As I edged up farther a false summit came into view. It was still too low and too far away to be the true summit but served as a nice landmark for me to hike towards.
Along the way I got a good view of the traverse across the Twin Sisters (oh boy!) and also had the opportunity to do some fun, optional scrambling on very solid rock.
The scrambling improved the route quality and raised my spirits above what was, to this point, just a long slog on an unexciting road and lot of snow and talus. Linking together as many short sections of scrambling as I could I reached the summit of Bushnell Peak, which was really just a continuation of the long Sangre backbone.
Not wanting to waste time as it was already almost 1pm (I had gotten a late start) I reversed back down Bushnell, sticking closer to the ridge separating Brook Creek and Bushnell Lakes drainages. The routes I ascended and descended mostly converged but I did have the opportunity to scramble a new section or two. The ridge eventually cut north and returned to the Class 2 talus found elsewhere on the mountain. It stayed at Class 2 for the remainder of the day.
The short hike from the Bushnell/Twin Sisters South saddle to the small, pointy summit of the south peak was the highlight of the day. Though it was easy and involved no scrambling it was simply an enjoyable tundra stroll up a beautiful pyramid, unique among all the otherwise uninspiring talus.
Between the Twin Sisters was mostly more talus. A short, easy hike later and I was on top of the Sangre's shortest ranked 13er, Twin Sisters North.
I contemplated making the traverse over to Hunts Peak, the last 13er north along the ridge, but it was nearly 2pm and Hunts was approximately three miles away on a long, rocky ridge with two 12ers blocking easy access. I figured I wouldn't have the time nor did I know which roads to take back to my car from that far north, so I turned around and began descending the massive, steep talus field that makes up the Twin Sisters southwest face. This descent was the worst part of the day by far, worse than postholing all morning. It was super steep and very loose. I'm normally a very careful climber on this type of terrain and I still sent a couple large rocks crashing down the face. If you go down this way with a partner(s) try to space yourselves laterally so you aren't eating each other's rockfall. If I were to do these peaks again I would traverse back to Bushnell and go down the way I came up; the southwest face works and is far more direct but I cannot recommend it due to how steep and loose it is.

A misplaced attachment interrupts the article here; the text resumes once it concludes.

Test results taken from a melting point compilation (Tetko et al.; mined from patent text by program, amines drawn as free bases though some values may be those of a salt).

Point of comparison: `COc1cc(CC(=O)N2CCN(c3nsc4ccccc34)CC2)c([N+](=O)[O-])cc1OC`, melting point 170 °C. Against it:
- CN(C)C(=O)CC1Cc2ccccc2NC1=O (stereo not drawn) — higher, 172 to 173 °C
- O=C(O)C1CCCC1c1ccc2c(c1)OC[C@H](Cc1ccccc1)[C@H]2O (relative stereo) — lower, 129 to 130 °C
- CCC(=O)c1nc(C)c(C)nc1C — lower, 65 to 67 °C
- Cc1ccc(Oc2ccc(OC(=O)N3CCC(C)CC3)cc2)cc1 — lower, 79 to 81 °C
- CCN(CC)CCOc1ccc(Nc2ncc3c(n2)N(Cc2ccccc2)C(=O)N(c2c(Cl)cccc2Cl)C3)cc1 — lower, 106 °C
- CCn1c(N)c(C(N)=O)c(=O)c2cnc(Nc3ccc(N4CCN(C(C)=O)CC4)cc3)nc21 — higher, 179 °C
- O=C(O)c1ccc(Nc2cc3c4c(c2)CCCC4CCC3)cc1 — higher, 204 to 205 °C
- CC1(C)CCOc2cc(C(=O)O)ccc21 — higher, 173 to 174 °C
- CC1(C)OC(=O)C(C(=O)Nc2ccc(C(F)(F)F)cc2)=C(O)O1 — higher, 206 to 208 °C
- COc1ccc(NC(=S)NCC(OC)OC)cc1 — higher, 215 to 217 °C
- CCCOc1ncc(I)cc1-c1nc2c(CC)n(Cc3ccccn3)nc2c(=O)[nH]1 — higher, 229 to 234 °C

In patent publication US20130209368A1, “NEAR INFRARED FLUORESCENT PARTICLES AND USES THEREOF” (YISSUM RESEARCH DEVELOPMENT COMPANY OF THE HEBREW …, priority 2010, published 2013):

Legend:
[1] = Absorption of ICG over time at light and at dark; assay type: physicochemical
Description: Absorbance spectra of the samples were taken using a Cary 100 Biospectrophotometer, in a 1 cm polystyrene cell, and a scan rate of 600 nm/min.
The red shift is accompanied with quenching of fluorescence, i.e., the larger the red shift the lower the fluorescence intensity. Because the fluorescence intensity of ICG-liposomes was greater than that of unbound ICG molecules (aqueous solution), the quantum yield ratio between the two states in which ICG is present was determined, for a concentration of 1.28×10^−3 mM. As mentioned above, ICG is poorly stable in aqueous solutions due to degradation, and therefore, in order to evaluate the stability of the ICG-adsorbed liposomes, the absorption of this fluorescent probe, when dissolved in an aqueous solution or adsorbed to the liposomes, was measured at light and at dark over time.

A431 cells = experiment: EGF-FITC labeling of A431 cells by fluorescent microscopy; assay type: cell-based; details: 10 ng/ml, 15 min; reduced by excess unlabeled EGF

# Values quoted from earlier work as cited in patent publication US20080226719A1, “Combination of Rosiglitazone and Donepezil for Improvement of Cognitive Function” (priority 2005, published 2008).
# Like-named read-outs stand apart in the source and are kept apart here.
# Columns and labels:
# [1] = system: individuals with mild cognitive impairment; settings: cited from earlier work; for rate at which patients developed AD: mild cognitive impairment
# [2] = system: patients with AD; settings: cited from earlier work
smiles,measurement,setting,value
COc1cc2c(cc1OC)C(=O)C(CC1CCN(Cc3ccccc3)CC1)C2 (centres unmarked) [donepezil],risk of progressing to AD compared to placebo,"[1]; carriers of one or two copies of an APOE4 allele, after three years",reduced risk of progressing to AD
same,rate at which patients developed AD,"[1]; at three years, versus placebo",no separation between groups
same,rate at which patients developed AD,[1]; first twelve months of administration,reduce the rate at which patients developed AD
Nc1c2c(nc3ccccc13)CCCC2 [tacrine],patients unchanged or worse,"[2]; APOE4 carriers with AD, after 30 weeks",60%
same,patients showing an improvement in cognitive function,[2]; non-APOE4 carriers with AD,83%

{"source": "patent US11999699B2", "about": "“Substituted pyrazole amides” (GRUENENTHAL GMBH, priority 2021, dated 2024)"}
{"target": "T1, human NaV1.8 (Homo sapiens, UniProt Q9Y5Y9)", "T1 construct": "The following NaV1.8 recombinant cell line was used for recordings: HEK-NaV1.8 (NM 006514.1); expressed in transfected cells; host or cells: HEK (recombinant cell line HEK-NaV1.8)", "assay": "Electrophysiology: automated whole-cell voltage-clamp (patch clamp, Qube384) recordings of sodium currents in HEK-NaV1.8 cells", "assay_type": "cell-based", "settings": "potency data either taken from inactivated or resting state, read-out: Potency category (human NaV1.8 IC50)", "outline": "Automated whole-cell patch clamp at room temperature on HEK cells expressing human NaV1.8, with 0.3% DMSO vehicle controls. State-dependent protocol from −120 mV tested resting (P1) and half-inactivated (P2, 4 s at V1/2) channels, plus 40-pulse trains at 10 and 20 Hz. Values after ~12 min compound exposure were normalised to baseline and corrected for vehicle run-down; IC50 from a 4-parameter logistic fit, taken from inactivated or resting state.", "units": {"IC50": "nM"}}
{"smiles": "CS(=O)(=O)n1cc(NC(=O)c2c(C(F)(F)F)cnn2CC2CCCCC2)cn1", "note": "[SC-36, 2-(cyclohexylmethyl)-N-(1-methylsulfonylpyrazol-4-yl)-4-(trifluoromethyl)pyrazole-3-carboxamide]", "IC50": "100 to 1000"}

I picked my way down tediously until hitting the trees. While the angle of the slope didn't really relent here the loose stuff did and I was able to move a little quicker down the grass. Two short drainages appeared and I worked my way over into the lefthand one as its walls were a little less steep to get into.
The terrain backed off in steepness at this point and hiked quickly through the drainage which eventually had water rushing under my feet. I of course soaked them completely stepping onto what I thought was solid grass but turned out to just be a mud-filled hole, sinking up to my ankles in the muck. So much for staying dry for the upcoming snow on the road. Eventually the trickle of water paralleled the road and I hiked up the embankment to rejoin my tracks, which had softened in the warmth of the day. Since I had broken trail coming up it was a lot faster and easier going down and I progressed back to the dry, open road with ease. Once back on the open road I was able to run and did so all the way back to my car in an effort to save time. I had to work the next day (remote, which meant a library) so I drove to Salida, ate Amica's Pizza (highly recommended; my second favorite after High Mountain Pies in Leadville), and slept in my car in a pull-off near the Shavano/Tabeguache trailhead. Bushnell and Twin Sisters North are are kind of a grunt but an easy one on peaks that you'll probably have to yourself; go get 'em.
Climbers: Ben Feinstein (myself)
Similar to Bushnell and the Twin Sisters, Hunts Peak doesn't have an official trailhead though the parking area is on public land. Once again though I couldn't drive to it and was forced to park approximately four miles away, almost immediately off US 285. Ah, the life of a mountain-obsessed nerd with a carboard box for a car.